whatever is done by only me is your doing“i carry your heart with me (i carry it in),” by e.e. cummings
My aunt once asked me which is harder: losing my mom or my dad? At the time, I replied that it wasn’t something that could be measured as bad vs. worse. There are variations in relationships,and while each loss was great, and there was no measuring the two against each other.
In a way, this remains true. I can’t think of the loss of either parent in terms of the theoretical conundrum, “Who would you save from the turbulent ocean, if you had only one life preserver?” Both were instrumental to my upbringing and well-being. Even after all this time, I miss both of them terribly.
I think the loss of my dad has been more poignant, however.
Look, my mom was a fantastic mom. If we were talking about buildings, she would be the walls, flooring, and decor that take a structure from being an abode to being a proper home. For many of my siblings, she might have also been the foundation. Actually, she was kind of that for me, too: steady, supportive, and the instrument that guided me towards critical thinking and navigating relationships.
My dad, however… My dad was like opening a book for the first time, and having the entire world spill forth from the pages and rewrite reality. He was the wild, verdant trails that bordered our backyard, and the endless expanse of cotton candy colored skies during sunset. While my mom taught me the rules of the world, my dad encouraged me to be the protagonist of my own epic adventure: the hero who abides by and is part of the moral code, and yet also something more.
More than anything, I feel like my dad saw me for who I am, and loved me for me. I’m not saying that my mom didn’t; I know that she tried really hard to reach me, connect with me. With my dad, though, it all felt so much more organic. He understood me, which is a huge thing for a child, and really, the core of any strength I have up to and including this very breath.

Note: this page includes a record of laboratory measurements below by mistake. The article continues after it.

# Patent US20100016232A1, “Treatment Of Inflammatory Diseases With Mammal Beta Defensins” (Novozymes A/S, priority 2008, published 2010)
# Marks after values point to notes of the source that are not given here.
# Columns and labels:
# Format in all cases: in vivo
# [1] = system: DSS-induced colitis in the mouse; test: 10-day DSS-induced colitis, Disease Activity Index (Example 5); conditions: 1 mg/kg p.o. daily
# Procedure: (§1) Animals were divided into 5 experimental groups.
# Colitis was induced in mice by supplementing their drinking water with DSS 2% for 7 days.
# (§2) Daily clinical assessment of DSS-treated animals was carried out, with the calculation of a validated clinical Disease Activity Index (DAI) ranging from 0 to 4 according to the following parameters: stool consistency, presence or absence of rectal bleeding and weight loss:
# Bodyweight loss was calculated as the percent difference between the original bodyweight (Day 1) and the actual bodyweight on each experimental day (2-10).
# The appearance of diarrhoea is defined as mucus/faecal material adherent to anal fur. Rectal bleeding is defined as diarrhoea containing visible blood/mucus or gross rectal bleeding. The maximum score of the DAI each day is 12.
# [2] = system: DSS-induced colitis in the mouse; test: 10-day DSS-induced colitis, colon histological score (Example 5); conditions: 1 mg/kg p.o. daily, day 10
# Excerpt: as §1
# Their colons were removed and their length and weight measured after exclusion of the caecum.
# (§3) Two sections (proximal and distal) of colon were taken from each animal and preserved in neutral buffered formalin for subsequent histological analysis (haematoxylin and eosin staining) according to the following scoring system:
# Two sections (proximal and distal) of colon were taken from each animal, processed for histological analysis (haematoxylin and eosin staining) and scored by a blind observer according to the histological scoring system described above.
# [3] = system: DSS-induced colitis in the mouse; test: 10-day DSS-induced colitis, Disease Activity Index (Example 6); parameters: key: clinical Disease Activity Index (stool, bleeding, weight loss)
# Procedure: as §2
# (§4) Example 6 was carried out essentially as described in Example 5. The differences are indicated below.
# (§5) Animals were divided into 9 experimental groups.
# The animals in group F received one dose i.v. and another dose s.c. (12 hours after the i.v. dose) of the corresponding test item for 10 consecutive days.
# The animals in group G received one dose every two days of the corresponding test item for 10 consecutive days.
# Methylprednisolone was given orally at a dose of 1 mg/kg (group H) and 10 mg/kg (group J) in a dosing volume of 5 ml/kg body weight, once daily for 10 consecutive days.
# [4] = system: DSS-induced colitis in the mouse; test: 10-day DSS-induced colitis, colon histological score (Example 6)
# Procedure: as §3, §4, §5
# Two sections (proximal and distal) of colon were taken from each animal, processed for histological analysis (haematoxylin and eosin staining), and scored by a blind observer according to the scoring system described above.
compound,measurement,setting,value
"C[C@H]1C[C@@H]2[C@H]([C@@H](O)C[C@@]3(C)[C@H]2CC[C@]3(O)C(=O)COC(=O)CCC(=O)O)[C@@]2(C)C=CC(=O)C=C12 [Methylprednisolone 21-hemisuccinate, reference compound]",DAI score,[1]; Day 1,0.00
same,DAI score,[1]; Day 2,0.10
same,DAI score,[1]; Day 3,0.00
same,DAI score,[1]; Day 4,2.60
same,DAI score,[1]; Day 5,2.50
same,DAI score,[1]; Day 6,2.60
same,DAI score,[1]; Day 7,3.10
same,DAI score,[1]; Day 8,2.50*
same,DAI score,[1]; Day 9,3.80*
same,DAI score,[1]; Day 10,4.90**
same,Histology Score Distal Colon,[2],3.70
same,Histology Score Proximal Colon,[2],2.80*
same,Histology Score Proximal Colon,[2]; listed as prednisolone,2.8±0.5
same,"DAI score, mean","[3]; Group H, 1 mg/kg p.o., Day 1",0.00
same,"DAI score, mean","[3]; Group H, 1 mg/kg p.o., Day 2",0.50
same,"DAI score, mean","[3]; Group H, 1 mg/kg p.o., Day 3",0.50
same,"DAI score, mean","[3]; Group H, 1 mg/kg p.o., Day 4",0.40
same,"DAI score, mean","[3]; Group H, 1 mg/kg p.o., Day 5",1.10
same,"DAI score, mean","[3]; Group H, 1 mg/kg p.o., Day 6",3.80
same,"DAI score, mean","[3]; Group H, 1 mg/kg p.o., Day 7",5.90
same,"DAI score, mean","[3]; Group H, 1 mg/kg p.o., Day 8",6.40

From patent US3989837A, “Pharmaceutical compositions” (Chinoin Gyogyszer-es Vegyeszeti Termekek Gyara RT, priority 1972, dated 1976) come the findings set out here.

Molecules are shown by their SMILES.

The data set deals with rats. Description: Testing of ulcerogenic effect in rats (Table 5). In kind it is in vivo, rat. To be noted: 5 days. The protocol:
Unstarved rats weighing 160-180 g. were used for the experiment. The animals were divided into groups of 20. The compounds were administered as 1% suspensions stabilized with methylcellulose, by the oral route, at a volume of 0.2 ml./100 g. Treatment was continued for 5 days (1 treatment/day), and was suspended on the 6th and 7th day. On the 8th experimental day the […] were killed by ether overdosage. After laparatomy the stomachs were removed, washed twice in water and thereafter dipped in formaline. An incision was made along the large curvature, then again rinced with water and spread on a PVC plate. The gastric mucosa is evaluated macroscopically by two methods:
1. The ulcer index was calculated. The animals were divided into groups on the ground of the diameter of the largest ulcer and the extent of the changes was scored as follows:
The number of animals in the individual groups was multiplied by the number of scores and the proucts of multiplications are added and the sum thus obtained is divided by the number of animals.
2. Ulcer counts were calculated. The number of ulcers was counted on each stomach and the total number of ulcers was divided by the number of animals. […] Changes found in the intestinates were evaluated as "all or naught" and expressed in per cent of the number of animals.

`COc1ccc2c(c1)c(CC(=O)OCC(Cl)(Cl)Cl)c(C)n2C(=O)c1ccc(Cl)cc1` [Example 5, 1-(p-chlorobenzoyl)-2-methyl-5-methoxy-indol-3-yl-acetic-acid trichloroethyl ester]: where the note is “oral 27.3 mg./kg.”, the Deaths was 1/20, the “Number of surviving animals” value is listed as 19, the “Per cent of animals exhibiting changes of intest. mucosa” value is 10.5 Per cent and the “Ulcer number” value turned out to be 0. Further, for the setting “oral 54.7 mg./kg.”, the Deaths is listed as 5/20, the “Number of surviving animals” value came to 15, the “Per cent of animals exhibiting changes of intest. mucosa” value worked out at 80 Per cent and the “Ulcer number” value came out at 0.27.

If I were to disappear right now, there wouldn’t be much of a record of how important my dad has been. I filled entire diaries (and many blog posts on long forgotten servers) in the years following my mom’s death. It was something I didn’t – don’t – feel capable of doing for my dad, because the loss was different. Maybe greater. He was, as I’d already stated, somebody who understood me, which is so very rare in this great big world, especially from a parent. I don’t mourn just my dad; I grieve for one of my best friends.
On that note, it’s time to wrap up this post and get on with my day before I start ugly crying. My dad would want me to do this (of course, he’d also want me to stop posting about my life on the internet, but geez… Compromise, right?), and as I keep telling myself whenever I’m down like this: “If I can’t get up for myself, get up and have enough of an adventure for him, too.”